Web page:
Oslo-based Connect LNG has hailed its universal transfer system’s first live test, completed this weekend with LNG supplier Gas Natural Fenosa of Spain at the Norwegian port of Herøya.
Gas Natural Fenosa and Connect LNG have formed a strategic partnership to market the universal transfer system (UTS). Connect LNG says Saturday’s operation marks “a new era in LNG distribution”, launching the first floating LNG ship-to-shore system.
The UTS transferred LNG from the 15,600 mᶾ Skangas-chartered small-scale LNG carrier Coral Energy to the onshore terminal at Herøya. Classed by DNV GL, the UTS took less than six months from design to hook-up. Connect LNG installed it in a day and completed the transfer a day later.
Design firms are racing to bring floating small-scale LNG-transfer technologies to market. Connect LNG managing director Morten Christophersen told LNG World Shipping that the transfer is the first to use floating hoses and the first involving 30 m clean hoses. He describes the system as “a game-changing floating solution” that “replaces the need for cost- and environmental-intensive harbour and jetty structures”.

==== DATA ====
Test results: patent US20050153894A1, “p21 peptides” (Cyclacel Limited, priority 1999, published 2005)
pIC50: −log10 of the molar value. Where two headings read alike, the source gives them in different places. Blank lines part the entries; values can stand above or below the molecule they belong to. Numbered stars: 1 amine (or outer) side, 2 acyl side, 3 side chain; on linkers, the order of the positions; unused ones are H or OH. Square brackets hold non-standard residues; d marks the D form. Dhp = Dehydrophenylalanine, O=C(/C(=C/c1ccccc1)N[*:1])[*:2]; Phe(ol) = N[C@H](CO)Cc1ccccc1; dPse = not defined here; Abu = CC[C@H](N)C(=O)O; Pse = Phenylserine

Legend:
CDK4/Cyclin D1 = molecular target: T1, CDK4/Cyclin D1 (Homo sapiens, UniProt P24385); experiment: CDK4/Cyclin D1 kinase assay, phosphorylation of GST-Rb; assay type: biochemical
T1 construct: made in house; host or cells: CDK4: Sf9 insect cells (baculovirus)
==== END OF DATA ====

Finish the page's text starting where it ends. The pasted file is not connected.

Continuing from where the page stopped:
The UTS can connect to any LNG carrier, creating a “plug-and-play system” to transfer LNG to shore using floating, flexible pipes. It enables ports with shallow drafts to import LNG cargoes, Mr Christophersen said. “It means that the limit is the size of the LNG-carrying vessel.”
Spanish energy giant Gas Natural Fenosa said “From now on, we have a market-ready system that opens a world of possibilities in the LNG small-scale business”.
The UTS will remain in Norway until Connect LNG and Gas Natural Fenosa find a permanent taker for the unit.